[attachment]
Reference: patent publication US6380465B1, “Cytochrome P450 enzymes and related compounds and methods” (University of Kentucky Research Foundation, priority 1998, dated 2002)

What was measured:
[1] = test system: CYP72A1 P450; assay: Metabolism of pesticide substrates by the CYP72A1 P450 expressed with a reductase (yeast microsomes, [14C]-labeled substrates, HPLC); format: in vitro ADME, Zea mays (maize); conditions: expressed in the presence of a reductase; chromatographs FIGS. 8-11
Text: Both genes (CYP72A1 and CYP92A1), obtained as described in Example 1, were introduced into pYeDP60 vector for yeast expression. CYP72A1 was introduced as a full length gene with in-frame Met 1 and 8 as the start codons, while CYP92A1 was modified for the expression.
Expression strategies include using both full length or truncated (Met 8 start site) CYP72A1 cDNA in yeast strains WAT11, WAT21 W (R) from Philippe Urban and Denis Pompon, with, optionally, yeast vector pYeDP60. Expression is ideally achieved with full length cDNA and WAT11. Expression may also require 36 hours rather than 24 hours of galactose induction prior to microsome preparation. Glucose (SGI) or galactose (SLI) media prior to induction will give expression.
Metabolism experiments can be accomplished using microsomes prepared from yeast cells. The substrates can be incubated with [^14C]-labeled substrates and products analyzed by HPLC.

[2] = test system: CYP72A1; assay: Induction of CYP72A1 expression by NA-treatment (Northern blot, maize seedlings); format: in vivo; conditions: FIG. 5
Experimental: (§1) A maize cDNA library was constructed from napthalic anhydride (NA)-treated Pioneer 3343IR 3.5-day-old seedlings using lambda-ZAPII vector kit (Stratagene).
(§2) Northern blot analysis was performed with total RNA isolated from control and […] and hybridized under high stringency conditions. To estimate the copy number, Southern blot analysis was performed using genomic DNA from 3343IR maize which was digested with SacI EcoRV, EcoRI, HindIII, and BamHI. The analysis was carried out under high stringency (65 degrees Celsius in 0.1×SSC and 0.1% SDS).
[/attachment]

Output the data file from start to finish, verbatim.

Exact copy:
Reference: patent publication US6380465B1, “Cytochrome P450 enzymes and related compounds and methods” (University of Kentucky Research Foundation, priority 1998, dated 2002)

What was measured:
[1] = test system: CYP72A1 P450; assay: Metabolism of pesticide substrates by the CYP72A1 P450 expressed with a reductase (yeast microsomes, [14C]-labeled substrates, HPLC); format: in vitro ADME, Zea mays (maize); conditions: expressed in the presence of a reductase; chromatographs FIGS. 8-11
Text: Both genes (CYP72A1 and CYP92A1), obtained as described in Example 1, were introduced into pYeDP60 vector for yeast expression. CYP72A1 was introduced as a full length gene with in-frame Met 1 and 8 as the start codons, while CYP92A1 was modified for the expression.
Expression strategies include using both full length or truncated (Met 8 start site) CYP72A1 cDNA in yeast strains WAT11, WAT21 W (R) from Philippe Urban and Denis Pompon, with, optionally, yeast vector pYeDP60. Expression is ideally achieved with full length cDNA and WAT11. Expression may also require 36 hours rather than 24 hours of galactose induction prior to microsome preparation. Glucose (SGI) or galactose (SLI) media prior to induction will give expression.
Metabolism experiments can be accomplished using microsomes prepared from yeast cells. The substrates can be incubated with [^14C]-labeled substrates and products analyzed by HPLC.

[2] = test system: CYP72A1; assay: Induction of CYP72A1 expression by NA-treatment (Northern blot, maize seedlings); format: in vivo; conditions: FIG. 5
Experimental: (§1) A maize cDNA library was constructed from napthalic anhydride (NA)-treated Pioneer 3343IR 3.5-day-old seedlings using lambda-ZAPII vector kit (Stratagene).
(§2) Northern blot analysis was performed with total RNA isolated from control and […] and hybridized under high stringency conditions. To estimate the copy number, Southern blot analysis was performed using genomic DNA from 3343IR maize which was digested with SacI EcoRV, EcoRI, HindIII, and BamHI. The analysis was carried out under high stringency (65 degrees Celsius in 0.1×SSC and 0.1% SDS).